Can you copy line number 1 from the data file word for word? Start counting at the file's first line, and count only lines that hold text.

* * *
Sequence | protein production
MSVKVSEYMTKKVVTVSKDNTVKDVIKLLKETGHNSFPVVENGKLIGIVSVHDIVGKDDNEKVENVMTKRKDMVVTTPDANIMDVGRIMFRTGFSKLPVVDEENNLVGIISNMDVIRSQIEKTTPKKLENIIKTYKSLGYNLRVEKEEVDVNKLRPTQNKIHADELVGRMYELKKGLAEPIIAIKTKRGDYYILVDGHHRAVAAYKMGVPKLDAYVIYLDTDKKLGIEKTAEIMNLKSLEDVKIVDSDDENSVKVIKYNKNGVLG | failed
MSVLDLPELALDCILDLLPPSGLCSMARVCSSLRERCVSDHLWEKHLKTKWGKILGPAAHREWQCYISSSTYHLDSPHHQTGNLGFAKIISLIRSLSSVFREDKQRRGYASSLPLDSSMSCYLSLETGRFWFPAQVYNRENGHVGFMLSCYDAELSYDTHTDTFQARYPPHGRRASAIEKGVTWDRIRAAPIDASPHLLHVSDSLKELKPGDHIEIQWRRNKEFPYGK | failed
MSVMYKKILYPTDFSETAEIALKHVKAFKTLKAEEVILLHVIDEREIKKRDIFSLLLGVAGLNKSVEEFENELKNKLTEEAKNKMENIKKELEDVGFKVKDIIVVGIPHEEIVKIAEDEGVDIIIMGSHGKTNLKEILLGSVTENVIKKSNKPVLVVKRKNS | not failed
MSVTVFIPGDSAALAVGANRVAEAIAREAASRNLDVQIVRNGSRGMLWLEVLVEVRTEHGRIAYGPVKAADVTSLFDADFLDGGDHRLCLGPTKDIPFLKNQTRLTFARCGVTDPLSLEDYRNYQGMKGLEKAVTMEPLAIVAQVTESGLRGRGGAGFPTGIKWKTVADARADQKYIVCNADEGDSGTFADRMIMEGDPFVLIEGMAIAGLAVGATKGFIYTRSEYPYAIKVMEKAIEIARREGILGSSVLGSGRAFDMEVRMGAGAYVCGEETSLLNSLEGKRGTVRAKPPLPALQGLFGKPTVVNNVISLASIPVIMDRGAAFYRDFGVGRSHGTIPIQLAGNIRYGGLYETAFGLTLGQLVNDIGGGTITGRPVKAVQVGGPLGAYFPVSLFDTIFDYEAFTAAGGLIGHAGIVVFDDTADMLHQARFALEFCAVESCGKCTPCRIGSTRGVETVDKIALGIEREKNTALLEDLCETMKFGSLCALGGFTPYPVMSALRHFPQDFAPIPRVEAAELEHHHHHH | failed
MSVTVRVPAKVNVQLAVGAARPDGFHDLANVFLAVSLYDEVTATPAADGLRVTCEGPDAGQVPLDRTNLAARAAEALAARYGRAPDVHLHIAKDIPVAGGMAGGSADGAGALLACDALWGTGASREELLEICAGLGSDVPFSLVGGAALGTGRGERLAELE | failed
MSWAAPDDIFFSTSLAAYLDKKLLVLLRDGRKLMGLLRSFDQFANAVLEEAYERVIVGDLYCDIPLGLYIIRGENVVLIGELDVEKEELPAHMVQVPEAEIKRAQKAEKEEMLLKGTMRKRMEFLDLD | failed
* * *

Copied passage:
Sequence | protein production